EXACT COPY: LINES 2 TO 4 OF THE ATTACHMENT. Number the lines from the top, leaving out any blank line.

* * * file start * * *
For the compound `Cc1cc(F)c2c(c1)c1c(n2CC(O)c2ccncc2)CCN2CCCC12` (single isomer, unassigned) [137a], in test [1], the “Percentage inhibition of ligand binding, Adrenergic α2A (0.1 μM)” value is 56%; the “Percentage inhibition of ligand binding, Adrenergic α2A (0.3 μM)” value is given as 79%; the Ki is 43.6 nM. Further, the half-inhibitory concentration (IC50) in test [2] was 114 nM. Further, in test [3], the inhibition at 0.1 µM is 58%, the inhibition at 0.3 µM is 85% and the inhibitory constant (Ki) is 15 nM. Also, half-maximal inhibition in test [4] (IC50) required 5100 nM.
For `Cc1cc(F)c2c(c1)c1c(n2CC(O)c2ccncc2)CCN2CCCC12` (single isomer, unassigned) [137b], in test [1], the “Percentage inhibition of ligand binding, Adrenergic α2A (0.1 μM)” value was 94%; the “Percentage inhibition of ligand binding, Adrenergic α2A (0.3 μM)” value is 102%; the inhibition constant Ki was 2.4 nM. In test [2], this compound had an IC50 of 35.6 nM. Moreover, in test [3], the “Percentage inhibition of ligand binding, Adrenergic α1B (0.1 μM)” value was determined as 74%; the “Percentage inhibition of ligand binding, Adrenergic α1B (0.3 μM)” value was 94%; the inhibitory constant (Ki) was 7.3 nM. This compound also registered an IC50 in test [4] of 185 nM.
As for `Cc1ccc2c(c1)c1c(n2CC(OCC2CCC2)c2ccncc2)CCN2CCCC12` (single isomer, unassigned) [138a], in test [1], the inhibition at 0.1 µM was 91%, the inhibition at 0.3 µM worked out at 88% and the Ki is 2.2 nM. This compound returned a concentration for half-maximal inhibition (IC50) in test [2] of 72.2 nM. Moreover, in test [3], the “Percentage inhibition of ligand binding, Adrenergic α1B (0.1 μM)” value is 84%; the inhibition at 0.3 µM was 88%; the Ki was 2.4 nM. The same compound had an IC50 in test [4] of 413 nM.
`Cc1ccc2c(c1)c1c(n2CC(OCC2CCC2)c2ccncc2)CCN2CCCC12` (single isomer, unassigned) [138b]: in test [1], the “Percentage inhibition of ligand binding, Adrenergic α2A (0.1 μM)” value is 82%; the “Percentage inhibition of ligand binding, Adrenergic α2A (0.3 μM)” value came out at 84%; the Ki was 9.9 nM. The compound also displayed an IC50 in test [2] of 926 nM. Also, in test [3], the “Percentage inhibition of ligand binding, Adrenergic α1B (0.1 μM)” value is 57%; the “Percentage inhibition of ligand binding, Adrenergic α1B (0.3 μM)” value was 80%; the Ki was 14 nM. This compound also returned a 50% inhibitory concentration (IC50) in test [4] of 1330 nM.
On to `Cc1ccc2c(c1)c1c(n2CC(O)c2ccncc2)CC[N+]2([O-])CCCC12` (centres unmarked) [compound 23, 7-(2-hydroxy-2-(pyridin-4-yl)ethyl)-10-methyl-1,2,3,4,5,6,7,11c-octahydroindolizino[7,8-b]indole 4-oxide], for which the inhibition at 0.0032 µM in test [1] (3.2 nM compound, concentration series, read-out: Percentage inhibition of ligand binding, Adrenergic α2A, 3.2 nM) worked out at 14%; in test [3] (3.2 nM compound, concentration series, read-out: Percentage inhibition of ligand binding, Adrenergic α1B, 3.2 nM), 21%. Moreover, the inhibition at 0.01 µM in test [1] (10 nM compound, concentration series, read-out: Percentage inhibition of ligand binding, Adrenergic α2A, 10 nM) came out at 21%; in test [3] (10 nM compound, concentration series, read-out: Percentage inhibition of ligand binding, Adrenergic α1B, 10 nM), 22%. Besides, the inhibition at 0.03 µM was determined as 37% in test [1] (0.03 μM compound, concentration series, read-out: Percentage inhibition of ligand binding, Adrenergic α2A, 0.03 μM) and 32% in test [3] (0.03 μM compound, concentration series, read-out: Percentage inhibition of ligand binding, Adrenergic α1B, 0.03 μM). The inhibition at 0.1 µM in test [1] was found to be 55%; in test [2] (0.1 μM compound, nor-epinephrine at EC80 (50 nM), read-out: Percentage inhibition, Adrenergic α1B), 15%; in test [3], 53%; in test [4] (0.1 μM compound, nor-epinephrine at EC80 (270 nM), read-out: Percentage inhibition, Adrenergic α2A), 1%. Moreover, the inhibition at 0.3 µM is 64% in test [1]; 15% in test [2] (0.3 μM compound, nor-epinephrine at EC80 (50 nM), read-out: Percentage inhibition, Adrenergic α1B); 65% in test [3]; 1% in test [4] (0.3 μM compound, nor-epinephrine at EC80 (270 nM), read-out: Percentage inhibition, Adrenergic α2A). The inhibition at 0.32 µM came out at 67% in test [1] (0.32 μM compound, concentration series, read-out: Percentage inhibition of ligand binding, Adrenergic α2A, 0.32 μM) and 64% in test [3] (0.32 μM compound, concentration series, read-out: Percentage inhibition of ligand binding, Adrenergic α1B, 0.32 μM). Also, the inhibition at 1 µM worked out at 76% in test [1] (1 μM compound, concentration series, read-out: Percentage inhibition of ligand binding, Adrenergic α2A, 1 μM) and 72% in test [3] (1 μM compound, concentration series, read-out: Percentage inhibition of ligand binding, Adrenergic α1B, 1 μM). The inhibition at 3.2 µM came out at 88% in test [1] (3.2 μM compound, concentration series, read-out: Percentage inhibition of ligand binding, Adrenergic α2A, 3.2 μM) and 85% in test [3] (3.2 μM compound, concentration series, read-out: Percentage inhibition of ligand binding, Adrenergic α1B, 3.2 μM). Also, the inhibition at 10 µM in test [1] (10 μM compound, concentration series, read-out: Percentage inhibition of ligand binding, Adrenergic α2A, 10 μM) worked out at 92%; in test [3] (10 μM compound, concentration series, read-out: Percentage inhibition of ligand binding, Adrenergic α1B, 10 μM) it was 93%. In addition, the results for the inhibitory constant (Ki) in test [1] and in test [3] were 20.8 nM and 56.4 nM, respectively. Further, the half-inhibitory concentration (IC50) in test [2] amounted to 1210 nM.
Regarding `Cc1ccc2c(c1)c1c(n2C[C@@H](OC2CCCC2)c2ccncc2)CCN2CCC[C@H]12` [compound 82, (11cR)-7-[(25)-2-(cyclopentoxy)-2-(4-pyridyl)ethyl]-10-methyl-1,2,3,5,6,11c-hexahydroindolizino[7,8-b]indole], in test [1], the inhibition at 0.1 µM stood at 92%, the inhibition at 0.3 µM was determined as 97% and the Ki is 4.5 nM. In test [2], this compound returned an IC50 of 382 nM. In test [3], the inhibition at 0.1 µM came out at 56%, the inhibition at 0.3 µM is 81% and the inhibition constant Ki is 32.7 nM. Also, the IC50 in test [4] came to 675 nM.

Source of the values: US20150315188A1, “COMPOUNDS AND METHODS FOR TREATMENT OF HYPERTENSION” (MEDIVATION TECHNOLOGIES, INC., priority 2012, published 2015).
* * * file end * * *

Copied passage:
For `Cc1cc(F)c2c(c1)c1c(n2CC(O)c2ccncc2)CCN2CCCC12` (single isomer, unassigned) [137b], in test [1], the “Percentage inhibition of ligand binding, Adrenergic α2A (0.1 μM)” value was 94%; the “Percentage inhibition of ligand binding, Adrenergic α2A (0.3 μM)” value is 102%; the inhibition constant Ki was 2.4 nM. In test [2], this compound had an IC50 of 35.6 nM. Moreover, in test [3], the “Percentage inhibition of ligand binding, Adrenergic α1B (0.1 μM)” value was determined as 74%; the “Percentage inhibition of ligand binding, Adrenergic α1B (0.3 μM)” value was 94%; the inhibitory constant (Ki) was 7.3 nM. This compound also registered an IC50 in test [4] of 185 nM.
As for `Cc1ccc2c(c1)c1c(n2CC(OCC2CCC2)c2ccncc2)CCN2CCCC12` (single isomer, unassigned) [138a], in test [1], the inhibition at 0.1 µM was 91%, the inhibition at 0.3 µM worked out at 88% and the Ki is 2.2 nM. This compound returned a concentration for half-maximal inhibition (IC50) in test [2] of 72.2 nM. Moreover, in test [3], the “Percentage inhibition of ligand binding, Adrenergic α1B (0.1 μM)” value is 84%; the inhibition at 0.3 µM was 88%; the Ki was 2.4 nM. The same compound had an IC50 in test [4] of 413 nM.
`Cc1ccc2c(c1)c1c(n2CC(OCC2CCC2)c2ccncc2)CCN2CCCC12` (single isomer, unassigned) [138b]: in test [1], the “Percentage inhibition of ligand binding, Adrenergic α2A (0.1 μM)” value is 82%; the “Percentage inhibition of ligand binding, Adrenergic α2A (0.3 μM)” value came out at 84%; the Ki was 9.9 nM. The compound also displayed an IC50 in test [2] of 926 nM. Also, in test [3], the “Percentage inhibition of ligand binding, Adrenergic α1B (0.1 μM)” value is 57%; the “Percentage inhibition of ligand binding, Adrenergic α1B (0.3 μM)” value was 80%; the Ki was 14 nM. This compound also returned a 50% inhibitory concentration (IC50) in test [4] of 1330 nM.